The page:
''The Daily is like the best thing that happened to me,'' says Jennifer Ahrens, a publicist who walks there from her industrial-chic condo at Parc Lofts, 35 NE 17th St. ``When we first moved in, we had our car broken into in the garage. . . . But within months, this place has become a lot more livable.''
LONG WAIT AHEAD
Real city life may be years away, however. A projected 25,000 new condos are due to go up in Miami in the next couple of years. But with the real-estate market slowing, some projects could stall. And because many units will be in the hands of speculators who may not get the quick flips they expected, there is the question of when the neighborhood will start feeling inhabited.
The 436-unit Cité, which opened in the fall of 2004, spent its first year looking like a ghost town, less than half occupied. More people live there these days, but about 50 percent are renters, according to the building's manager. And public records reveal at least nine possible foreclosures at a project that was among the most affordable of the area's boom.
There have been casualties: The sandwich and pastry shop Cane á Sucre, and the adjacent wine bar Stop Miami at 35th Street and Northeast Second Avenue recently shut down.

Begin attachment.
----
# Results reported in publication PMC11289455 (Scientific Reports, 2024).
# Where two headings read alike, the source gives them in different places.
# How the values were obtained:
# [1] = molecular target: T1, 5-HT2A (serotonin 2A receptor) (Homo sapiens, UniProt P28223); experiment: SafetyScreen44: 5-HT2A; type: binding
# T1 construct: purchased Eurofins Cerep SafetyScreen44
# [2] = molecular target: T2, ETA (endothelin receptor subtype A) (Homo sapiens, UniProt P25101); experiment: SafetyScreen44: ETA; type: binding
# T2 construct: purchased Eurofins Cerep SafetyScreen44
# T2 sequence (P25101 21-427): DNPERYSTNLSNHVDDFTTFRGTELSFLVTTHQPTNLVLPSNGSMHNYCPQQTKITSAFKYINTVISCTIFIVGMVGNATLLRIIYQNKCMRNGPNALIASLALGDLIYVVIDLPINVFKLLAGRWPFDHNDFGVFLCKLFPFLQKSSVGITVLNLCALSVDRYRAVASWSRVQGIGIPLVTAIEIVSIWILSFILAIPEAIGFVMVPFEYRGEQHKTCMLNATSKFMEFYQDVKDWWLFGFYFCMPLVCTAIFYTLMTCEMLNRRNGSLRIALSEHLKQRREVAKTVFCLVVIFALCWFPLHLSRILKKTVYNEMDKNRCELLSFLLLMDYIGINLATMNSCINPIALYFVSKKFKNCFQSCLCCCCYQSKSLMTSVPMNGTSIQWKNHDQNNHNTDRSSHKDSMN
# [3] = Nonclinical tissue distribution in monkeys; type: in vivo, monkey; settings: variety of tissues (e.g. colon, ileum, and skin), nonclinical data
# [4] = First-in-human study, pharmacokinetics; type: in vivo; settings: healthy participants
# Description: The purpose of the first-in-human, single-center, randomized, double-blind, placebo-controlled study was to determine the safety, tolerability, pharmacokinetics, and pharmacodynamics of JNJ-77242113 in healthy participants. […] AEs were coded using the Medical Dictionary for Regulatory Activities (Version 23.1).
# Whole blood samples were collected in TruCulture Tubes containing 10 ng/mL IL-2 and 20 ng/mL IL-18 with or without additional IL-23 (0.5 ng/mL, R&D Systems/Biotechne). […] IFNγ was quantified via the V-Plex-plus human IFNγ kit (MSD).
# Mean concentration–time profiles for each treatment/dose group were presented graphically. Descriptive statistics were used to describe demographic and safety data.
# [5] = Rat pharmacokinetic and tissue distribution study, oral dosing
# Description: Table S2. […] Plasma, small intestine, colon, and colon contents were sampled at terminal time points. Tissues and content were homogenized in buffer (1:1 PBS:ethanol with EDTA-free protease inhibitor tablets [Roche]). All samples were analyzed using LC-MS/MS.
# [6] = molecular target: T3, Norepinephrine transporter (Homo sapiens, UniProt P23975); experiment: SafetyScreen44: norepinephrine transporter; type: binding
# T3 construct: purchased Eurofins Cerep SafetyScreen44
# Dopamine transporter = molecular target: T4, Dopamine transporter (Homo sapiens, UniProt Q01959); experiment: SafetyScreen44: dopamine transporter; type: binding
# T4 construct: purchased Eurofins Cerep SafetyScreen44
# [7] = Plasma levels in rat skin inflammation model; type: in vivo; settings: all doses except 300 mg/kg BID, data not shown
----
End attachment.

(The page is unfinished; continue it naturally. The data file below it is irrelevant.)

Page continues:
''Between the road construction slowing down business and our landlord raising our rent to five times what we paid originally, we just couldn't keep it going,'' said Sinuhe Vega of Cane á Sucre. ``Maybe Target can hold on until things really start happening, but we couldn't.''
Six months after it opened, Target can still look deserted. So can West Elm, Circuit City and other stores at The Shops at Midtown, part of the 56-acre residential and retail development going up at Northeast Second Avenue and 36th Street.
Area residents, merchants and developers know they're involved in a waiting game, but those with deep pockets are more patient.
''The train has left the station,'' says Craig Robins, one
of the key players in the growth of South Beach and a developer of large portions of the Design District. ``We will have better moments and worse moments. But the city is finally becoming a city, and I don't think it can be stopped. When you achieve something as big as the performing arts center, and a short time later you are having conversations about Museum Park having the kind of world-class architecture that will even surpass the performing arts center, you know the city is on an unbelievable track.''
The regular folks, who are doing without neighborhood essentials, cheer the more prosaic stuff on the way. Like the Loehmann's, Foot Locker, PetSmart and other stores gearing to open at Shops at Midtown. At Cité, an Oxxo dry cleaners, Chicken Grill and Paul Anthony hair salon are expected soon, after delays related to flood-zone requirements.